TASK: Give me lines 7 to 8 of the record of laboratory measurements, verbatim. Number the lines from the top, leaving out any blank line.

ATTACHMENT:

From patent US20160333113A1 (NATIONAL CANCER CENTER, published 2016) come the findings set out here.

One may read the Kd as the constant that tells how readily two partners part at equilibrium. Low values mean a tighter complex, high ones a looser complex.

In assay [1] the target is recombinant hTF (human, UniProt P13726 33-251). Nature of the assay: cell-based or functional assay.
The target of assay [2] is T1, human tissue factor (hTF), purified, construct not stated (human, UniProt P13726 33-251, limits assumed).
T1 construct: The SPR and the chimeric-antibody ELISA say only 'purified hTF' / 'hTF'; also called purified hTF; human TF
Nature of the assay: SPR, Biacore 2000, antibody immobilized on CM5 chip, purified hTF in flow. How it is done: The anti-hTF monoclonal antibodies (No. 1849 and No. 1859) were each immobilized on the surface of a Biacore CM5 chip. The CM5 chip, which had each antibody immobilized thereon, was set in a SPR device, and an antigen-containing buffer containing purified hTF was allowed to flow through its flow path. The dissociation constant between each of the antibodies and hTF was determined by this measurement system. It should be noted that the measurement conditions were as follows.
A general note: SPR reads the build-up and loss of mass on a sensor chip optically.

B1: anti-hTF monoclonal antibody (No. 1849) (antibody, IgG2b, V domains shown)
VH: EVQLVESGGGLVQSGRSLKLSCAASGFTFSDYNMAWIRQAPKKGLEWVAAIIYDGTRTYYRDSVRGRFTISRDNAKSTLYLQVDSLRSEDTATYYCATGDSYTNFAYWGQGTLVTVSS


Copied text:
A general note: SPR reads the build-up and loss of mass on a sensor chip optically.

B1: anti-hTF monoclonal antibody (No. 1849) (antibody, IgG2b, V domains shown)